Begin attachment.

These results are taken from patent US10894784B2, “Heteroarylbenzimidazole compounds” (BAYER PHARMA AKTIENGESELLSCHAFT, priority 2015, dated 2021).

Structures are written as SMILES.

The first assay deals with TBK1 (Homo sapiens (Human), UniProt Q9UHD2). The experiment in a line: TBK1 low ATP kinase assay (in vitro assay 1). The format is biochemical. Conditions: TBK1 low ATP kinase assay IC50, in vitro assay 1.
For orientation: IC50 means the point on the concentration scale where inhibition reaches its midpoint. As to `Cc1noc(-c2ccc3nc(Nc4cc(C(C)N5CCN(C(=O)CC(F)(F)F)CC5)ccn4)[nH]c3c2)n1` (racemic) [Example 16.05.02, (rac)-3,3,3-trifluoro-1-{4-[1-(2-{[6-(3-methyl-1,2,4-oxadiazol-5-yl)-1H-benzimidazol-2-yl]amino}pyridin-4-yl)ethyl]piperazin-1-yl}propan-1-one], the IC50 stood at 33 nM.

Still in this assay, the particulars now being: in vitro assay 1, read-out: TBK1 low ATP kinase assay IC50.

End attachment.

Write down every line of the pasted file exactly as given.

These results are taken from patent US10894784B2, “Heteroarylbenzimidazole compounds” (BAYER PHARMA AKTIENGESELLSCHAFT, priority 2015, dated 2021).

Structures are written as SMILES.

The first assay deals with TBK1 (Homo sapiens (Human), UniProt Q9UHD2). The experiment in a line: TBK1 low ATP kinase assay (in vitro assay 1). The format is biochemical. Conditions: TBK1 low ATP kinase assay IC50, in vitro assay 1.
For orientation: IC50 means the point on the concentration scale where inhibition reaches its midpoint. As to `Cc1noc(-c2ccc3nc(Nc4cc(C(C)N5CCN(C(=O)CC(F)(F)F)CC5)ccn4)[nH]c3c2)n1` (racemic) [Example 16.05.02, (rac)-3,3,3-trifluoro-1-{4-[1-(2-{[6-(3-methyl-1,2,4-oxadiazol-5-yl)-1H-benzimidazol-2-yl]amino}pyridin-4-yl)ethyl]piperazin-1-yl}propan-1-one], the IC50 stood at 33 nM.

Still in this assay, the particulars now being: in vitro assay 1, read-out: TBK1 low ATP kinase assay IC50.